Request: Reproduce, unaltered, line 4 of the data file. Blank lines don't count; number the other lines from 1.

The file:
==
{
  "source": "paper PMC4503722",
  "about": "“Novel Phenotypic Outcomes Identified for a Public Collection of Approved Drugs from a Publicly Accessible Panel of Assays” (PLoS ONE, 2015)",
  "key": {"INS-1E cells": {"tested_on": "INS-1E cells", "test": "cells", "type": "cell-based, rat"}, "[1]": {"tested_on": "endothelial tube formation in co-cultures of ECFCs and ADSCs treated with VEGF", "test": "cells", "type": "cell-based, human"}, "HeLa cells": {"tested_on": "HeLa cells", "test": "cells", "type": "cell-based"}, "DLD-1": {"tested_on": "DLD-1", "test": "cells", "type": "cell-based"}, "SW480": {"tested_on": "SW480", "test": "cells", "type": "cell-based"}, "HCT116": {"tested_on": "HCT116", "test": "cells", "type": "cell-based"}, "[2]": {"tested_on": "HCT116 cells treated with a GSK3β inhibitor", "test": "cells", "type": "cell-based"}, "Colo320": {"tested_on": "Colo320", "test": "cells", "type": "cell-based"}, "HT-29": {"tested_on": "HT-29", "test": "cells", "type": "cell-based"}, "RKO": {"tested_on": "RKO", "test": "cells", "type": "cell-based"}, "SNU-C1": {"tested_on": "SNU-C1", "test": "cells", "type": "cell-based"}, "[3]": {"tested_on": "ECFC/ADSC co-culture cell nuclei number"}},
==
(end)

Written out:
  "key": {"INS-1E cells": {"tested_on": "INS-1E cells", "test": "cells", "type": "cell-based, rat"}, "[1]": {"tested_on": "endothelial tube formation in co-cultures of ECFCs and ADSCs treated with VEGF", "test": "cells", "type": "cell-based, human"}, "HeLa cells": {"tested_on": "HeLa cells", "test": "cells", "type": "cell-based"}, "DLD-1": {"tested_on": "DLD-1", "test": "cells", "type": "cell-based"}, "SW480": {"tested_on": "SW480", "test": "cells", "type": "cell-based"}, "HCT116": {"tested_on": "HCT116", "test": "cells", "type": "cell-based"}, "[2]": {"tested_on": "HCT116 cells treated with a GSK3β inhibitor", "test": "cells", "type": "cell-based"}, "Colo320": {"tested_on": "Colo320", "test": "cells", "type": "cell-based"}, "HT-29": {"tested_on": "HT-29", "test": "cells", "type": "cell-based"}, "RKO": {"tested_on": "RKO", "test": "cells", "type": "cell-based"}, "SNU-C1": {"tested_on": "SNU-C1", "test": "cells", "type": "cell-based"}, "[3]": {"tested_on": "ECFC/ADSC co-culture cell nuclei number"}},